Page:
Question of the day: Will Notre Dame wind up in a conference for football?
Reporters from around the Tribune family tackle the question of the day, then you get a chance to leave a comment and tell them why they are wrong.
Chris Dufresne, Los Angeles Times
I think Notre Dame is less likely to end up in a conference than it was on Monday, when it appeared the Pac-16 was going to happen and college football was on a fast-track to morph into four, 16-school super conferences. With all the schools in those leagues getting significantly richer, even the bad ones, Notre Dame might have felt pressure to be the 16th team in the Big Ten.
A lot of schools breathed a sigh or relief when the Pac-16 plan fell apart after Texas declined an offer and decided to stay in the Big 12, effectively saving that conference from extinction.
Notre Dame should take a deep breath, too. It appears now there will be minimal conference realignment, which should buy the Irish some time to reassess their future as an independent.
I think the next few years are the key. If the Irish can return to football glory under new coach Brian Kelly, the Notre Dame brand will command as much respect as it ever has and lead to enhanced revenue streams and even, perhaps, some new ones. The school's stand-alone deal with NBC may not appear as golden as it once was, but the Irish are still the only football school with that kind of network set-up.
If Notre Dame remains largely mediocre, things could deteriorate. NBC might even decide it has had enough at some point and send America's Team back to regularly scheduled programming.
Keith Groller, The Morning Call
You never say never in sports, especially in the backroom deal-brokering world of college football, but it’s still hard to envision Notre Dame football giving up its independence for conference affiliation.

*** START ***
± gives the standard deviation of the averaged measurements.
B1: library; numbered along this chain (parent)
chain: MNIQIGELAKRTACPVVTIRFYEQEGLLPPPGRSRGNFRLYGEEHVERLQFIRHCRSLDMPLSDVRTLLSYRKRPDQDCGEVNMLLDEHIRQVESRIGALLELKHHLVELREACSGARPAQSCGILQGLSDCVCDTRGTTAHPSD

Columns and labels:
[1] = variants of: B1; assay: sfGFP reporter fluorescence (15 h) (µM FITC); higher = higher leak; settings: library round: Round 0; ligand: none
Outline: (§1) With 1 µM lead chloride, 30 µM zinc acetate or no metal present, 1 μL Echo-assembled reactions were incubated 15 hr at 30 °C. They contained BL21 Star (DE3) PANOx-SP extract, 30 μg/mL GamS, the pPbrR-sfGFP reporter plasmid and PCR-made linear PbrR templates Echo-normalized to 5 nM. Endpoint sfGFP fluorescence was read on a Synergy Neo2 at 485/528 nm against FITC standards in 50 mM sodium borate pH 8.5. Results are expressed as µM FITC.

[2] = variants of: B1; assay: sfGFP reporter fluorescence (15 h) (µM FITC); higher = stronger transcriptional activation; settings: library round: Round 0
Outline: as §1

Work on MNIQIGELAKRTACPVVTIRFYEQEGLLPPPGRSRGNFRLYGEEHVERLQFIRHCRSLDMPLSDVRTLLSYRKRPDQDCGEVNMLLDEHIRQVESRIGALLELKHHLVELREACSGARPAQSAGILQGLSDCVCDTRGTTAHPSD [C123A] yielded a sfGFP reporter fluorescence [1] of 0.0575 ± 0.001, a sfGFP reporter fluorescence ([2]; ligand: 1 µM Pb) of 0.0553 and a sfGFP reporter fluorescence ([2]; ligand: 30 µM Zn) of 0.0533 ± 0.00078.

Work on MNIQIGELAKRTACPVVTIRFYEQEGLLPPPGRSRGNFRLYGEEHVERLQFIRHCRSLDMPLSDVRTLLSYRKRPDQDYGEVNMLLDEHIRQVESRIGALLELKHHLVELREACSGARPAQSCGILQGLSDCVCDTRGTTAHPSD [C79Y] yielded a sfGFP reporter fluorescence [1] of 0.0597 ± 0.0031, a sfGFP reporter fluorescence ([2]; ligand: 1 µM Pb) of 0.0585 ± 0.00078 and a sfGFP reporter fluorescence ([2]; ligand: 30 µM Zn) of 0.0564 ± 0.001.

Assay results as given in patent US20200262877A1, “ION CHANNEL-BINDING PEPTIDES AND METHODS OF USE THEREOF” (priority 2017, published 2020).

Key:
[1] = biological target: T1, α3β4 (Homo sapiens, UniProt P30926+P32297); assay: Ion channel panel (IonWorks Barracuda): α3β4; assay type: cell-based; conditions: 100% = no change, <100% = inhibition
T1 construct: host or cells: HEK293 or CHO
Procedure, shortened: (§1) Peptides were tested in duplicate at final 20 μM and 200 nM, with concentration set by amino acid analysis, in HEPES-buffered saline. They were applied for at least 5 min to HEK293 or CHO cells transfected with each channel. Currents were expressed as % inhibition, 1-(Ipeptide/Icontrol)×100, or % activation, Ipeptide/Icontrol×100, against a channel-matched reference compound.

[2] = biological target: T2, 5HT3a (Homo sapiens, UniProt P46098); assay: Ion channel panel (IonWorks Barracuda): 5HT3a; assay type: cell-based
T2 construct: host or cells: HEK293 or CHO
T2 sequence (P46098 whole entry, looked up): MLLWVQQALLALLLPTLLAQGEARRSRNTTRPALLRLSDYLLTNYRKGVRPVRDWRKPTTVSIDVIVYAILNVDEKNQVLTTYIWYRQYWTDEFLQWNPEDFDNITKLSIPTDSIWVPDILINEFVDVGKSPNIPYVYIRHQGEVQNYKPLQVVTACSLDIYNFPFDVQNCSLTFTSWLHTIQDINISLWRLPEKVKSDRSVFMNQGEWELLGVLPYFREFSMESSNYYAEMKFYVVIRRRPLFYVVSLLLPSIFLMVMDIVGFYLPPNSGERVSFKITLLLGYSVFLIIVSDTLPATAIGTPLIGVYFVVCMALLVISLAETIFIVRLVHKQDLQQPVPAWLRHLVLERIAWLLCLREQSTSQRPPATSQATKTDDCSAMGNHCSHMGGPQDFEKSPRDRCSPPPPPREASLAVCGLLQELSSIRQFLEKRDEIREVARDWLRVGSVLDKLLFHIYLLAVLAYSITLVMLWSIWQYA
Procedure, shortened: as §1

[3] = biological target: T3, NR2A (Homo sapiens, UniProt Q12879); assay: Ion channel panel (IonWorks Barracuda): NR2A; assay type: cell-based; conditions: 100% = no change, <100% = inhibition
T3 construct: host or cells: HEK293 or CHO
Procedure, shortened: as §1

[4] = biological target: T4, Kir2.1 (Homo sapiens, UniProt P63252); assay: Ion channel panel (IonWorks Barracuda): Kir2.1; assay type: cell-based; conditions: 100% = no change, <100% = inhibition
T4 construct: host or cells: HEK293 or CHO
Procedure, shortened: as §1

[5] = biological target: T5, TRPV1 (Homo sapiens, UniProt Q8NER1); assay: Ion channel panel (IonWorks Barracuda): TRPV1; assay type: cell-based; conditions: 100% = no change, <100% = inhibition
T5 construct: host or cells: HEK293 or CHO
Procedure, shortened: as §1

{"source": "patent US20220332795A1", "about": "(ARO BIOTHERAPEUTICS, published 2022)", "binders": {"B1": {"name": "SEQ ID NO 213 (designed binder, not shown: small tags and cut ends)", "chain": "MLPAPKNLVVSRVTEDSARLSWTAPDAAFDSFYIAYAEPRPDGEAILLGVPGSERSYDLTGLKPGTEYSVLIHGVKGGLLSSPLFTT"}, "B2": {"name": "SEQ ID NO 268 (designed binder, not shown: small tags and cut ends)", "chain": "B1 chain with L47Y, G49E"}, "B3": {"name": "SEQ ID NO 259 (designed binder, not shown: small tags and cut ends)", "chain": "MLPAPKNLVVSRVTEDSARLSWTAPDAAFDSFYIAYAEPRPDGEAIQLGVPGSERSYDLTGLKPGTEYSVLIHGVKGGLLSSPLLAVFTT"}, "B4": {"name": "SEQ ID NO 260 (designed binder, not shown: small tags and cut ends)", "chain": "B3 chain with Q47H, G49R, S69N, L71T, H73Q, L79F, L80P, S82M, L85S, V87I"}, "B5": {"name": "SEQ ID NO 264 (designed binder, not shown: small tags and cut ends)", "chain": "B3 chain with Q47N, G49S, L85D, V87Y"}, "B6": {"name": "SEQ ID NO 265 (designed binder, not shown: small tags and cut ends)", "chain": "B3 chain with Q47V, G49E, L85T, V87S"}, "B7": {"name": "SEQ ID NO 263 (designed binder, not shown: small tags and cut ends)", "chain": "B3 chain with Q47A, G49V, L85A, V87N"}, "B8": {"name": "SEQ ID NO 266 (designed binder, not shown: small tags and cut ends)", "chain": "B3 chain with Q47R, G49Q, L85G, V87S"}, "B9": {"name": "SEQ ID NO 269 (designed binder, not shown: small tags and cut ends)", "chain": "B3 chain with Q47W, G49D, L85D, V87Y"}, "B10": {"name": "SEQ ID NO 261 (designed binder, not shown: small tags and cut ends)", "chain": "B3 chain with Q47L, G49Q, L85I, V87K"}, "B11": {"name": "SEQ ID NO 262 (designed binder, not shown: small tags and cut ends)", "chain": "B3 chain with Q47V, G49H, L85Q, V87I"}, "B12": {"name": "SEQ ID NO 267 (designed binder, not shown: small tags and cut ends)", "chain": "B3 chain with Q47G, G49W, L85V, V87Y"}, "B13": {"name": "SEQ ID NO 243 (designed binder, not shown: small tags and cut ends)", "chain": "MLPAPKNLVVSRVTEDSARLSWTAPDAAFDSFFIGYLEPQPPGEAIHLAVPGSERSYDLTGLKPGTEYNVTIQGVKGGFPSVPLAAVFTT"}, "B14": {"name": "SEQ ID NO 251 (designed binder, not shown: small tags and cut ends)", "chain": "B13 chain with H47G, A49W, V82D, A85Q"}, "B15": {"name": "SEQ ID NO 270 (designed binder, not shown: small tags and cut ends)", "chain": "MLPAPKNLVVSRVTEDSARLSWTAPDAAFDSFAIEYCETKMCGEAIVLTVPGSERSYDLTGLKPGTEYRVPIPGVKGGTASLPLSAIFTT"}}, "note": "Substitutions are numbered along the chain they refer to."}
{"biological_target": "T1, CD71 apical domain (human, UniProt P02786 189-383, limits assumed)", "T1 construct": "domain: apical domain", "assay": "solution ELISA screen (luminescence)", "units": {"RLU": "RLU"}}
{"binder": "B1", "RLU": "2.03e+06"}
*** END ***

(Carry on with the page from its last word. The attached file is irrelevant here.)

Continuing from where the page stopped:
Despite a decade of woes, the Irish are still the second most valuable program in college football — worth $108 million, according to Forbes Magazine — behind only Texas.
So, with all the money-grabs going on, Notre Dame doesn’t need to have its hand out to be part of a conference TV network or anything else.
The Fighting Irish are still much more relevant by themselves than they would ever be as members of a conference -- and they still like dictating their own terms. Until television networks and recruits stop bowing at the altar of Touchdown Jesus, the Irish will still be in a league of their own.
Updated at 12:17 p.m.
Andrea Adelson, Orlando Sentinel
Notre Dame will be forced to join a conference for football because of the eventuality of superconferences. We nearly saw the first one formed this week. Had a few things gone a different way, we would be staring at the Pac-16 right now.
Just because Texas spurned the Pac-10 this time around does not mean superconferences are dead. When one conference grows to 16 teams in the future, everybody else must follow. That would essentially guarantee the 64 biggest, most powerful programs would be lumped together. Notre Dame would be foolish if it wanted to staunchly hold onto its independence and be left out of this exclusive club.
The money would be too hard to pass up. So would the potential to break away from everybody else and have those four superconferences form their own governing body, leaving the plebeians of college football once and for all.
Photo: Notre Dame quarterback Dayne Crist throws a pass on April 24. Credit: Joe Raymond / Associated Press.